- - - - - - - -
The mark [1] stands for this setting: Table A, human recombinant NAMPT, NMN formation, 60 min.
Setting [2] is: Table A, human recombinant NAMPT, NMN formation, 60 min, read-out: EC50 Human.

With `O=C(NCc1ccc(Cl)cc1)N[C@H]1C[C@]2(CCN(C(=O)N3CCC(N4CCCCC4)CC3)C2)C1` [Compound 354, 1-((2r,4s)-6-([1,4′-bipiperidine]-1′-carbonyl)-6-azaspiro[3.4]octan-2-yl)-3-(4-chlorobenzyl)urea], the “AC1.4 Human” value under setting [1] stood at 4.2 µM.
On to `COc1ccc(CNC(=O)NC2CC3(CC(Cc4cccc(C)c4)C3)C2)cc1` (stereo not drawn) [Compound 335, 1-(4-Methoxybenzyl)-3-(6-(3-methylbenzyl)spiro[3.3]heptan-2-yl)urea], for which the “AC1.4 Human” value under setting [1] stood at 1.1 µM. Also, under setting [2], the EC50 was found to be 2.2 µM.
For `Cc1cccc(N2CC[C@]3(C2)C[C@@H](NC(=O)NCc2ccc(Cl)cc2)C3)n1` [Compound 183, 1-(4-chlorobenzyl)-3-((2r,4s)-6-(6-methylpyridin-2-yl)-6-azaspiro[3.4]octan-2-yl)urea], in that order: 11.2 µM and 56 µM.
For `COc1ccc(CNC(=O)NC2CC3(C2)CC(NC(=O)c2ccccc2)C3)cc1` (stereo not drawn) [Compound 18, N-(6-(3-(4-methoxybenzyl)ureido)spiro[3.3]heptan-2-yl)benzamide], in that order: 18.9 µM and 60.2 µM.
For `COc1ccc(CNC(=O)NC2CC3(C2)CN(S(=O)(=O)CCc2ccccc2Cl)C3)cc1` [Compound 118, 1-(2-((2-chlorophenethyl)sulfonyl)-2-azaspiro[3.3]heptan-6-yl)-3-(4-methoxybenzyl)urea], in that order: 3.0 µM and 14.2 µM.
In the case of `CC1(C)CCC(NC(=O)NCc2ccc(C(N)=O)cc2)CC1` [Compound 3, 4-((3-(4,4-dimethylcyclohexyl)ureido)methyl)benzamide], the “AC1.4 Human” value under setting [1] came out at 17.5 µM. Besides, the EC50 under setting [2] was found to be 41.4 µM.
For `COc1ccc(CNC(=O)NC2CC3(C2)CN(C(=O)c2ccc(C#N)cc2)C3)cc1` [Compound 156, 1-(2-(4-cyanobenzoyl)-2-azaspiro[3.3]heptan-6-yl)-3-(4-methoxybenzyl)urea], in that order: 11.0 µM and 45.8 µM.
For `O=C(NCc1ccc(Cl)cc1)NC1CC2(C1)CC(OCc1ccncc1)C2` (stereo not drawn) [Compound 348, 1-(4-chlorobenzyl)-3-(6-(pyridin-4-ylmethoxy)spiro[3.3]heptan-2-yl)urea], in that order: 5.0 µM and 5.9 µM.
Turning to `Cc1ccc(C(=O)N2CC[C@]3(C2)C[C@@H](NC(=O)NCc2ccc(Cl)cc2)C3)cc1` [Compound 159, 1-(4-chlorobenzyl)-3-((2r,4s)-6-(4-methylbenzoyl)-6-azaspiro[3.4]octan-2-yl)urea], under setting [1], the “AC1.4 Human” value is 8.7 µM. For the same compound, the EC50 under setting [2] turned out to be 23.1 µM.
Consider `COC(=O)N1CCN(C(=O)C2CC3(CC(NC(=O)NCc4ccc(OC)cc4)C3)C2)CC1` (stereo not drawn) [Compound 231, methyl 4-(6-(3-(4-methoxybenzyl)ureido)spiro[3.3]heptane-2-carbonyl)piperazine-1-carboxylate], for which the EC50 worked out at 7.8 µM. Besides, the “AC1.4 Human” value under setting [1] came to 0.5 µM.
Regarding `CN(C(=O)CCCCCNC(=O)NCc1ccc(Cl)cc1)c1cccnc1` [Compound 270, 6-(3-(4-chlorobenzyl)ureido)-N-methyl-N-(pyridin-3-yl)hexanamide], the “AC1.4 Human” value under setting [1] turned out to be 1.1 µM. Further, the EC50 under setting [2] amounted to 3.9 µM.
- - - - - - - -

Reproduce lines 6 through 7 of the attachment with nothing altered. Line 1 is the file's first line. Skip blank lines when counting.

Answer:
For `COc1ccc(CNC(=O)NC2CC3(C2)CC(NC(=O)c2ccccc2)C3)cc1` (stereo not drawn) [Compound 18, N-(6-(3-(4-methoxybenzyl)ureido)spiro[3.3]heptan-2-yl)benzamide], in that order: 18.9 µM and 60.2 µM.
For `COc1ccc(CNC(=O)NC2CC3(C2)CN(S(=O)(=O)CCc2ccccc2Cl)C3)cc1` [Compound 118, 1-(2-((2-chlorophenethyl)sulfonyl)-2-azaspiro[3.3]heptan-6-yl)-3-(4-methoxybenzyl)urea], in that order: 3.0 µM and 14.2 µM.